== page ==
This week’s poltergeist focus was, of course,
inspired by the recent death of actress Zelda Rubinstein, who portrayed indefatigable medium Tangina Barrons in three Poltergeist movies and an episode of the short-lived Poltergeist television show. Barrons was one of many lucky performers spared from the infamous Poltergeist curse, which, if one is to believe the spooksational tale, felled four actors over the course of the three-film series: Dominique Dunne, who was strangled to death; Julian Beck, who died of stomach cancer; Will Sampson, who died of kidney failure; and Heather O’Rourke, who died from septic shock. Craig T. Nelson is still surly and kickin’.
I’d go into to greater detail, but everyone’s heard tell of the legendary the Poltergeist curse. Instead, let’s take a look at several of Hollywood’s lesser known, but equally shockifying, hexed films:
Citizen Kane (1941)
Though Orson Wells’ lived for 44 years after the production of his early opus, the supervising coroner at the Hollywood polymath’s autopsy has stated (off the record) that, while no surface injuries were detected, Wells’ innards were “violently trisected… as if sliced through by the sharpened runners of some phantom sled.”
Them!’s theme of hideous consequences wrought by an irresponsible nuclear age were mirrored by real life when several of the film’s cast and crew began to develop a series of strange physical mutations. Some performers – such as Joan Weldon, who sprouted a series of light-sensitive horns down the length of her spine – managed to keep their deformities secret; others – including Edmund Gwenn, whose teeth and fingernails reversed painfully back into his body – were forced to leave show business forever.
Rocky III (1982)
Rocky III is one of the few films that may have suffered from an actual magical curse. During one of the street scenes, Director Sylvester Stallone repeatedly asked a mysterious old woman to move out of a shot. Though the woman left without protest, she blew a palmful of strange yellow powder at one of the cameras. When that day’s reels were developed, the dusted camera’s film contained frame after frame of two-headed animals, leprous genitals and baby amputees. Stallone quietly ordered that the camera be blessed, encased in cement and buried beneath St. Peter’s Church in Philadelphia. Since then, a wary Stallone has allowed myriad old women to loiter, undisturbed, throughout his movies’ sets.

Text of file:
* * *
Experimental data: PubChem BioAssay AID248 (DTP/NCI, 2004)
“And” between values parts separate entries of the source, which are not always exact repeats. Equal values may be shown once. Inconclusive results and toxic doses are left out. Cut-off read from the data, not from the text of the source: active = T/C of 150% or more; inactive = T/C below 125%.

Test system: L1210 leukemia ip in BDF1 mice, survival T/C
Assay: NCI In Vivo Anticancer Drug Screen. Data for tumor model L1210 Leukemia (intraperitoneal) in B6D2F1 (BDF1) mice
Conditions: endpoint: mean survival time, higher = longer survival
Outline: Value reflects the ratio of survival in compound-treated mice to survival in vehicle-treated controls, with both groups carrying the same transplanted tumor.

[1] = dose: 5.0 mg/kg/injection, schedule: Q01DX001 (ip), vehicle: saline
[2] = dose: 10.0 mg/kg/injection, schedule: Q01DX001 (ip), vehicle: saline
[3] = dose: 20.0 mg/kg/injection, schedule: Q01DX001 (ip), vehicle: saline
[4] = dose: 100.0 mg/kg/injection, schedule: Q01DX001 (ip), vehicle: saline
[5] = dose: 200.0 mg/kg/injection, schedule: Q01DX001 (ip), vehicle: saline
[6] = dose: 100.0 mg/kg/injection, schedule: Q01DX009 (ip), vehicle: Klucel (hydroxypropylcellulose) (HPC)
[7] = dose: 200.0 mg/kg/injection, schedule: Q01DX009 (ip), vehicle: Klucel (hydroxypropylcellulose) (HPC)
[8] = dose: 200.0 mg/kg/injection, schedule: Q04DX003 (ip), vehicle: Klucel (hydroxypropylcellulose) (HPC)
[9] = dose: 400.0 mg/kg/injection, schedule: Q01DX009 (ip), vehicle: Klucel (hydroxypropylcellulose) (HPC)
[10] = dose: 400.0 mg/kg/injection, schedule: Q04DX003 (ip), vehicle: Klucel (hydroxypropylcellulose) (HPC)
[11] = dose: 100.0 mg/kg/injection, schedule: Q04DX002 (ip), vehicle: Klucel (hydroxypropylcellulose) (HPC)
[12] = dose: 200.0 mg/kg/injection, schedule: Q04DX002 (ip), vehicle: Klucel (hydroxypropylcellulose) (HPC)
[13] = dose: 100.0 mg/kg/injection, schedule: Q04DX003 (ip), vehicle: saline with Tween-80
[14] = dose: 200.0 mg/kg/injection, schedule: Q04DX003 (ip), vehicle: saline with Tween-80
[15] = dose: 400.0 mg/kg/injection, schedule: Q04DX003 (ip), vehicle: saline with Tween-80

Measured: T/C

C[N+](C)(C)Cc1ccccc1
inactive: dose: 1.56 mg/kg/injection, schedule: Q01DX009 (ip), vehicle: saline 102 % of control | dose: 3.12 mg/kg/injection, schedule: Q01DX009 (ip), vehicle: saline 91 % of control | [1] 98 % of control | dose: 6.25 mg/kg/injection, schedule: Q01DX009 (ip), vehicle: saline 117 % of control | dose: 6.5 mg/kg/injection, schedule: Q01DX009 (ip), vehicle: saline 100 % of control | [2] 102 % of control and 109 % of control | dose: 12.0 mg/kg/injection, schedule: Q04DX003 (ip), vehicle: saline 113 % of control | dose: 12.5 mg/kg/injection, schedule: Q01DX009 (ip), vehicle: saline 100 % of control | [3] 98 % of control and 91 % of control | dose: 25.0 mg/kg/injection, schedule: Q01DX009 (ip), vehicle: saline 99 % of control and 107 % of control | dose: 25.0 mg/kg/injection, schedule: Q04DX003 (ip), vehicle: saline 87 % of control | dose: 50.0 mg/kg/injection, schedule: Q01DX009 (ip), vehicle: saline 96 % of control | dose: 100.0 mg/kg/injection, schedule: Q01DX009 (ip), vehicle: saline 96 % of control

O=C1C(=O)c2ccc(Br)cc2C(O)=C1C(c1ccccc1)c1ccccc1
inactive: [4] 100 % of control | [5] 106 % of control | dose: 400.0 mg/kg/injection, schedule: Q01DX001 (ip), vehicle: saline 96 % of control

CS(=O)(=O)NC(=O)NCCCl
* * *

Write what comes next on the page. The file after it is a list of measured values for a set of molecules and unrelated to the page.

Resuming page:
Rumor has it that Actress Erika Christensen actually drowned while shooting Swimfan’s thrilling climax, which was shot early on in the film’s production. The incident was kept secret for insurance reasons and a lookalike was brought in to film the rest of Christensen’s scenes. When the lookalike died in a tragic car accident just two days after production wrapped, the studio was forced to scout out a second lookalike, who, to this day, is still posing as Erika Christensen’s original secret lookalike.
Over the course of Juno’s 30-day shoot, Ellen
Paige regurgitated over 75 pounds of human hair.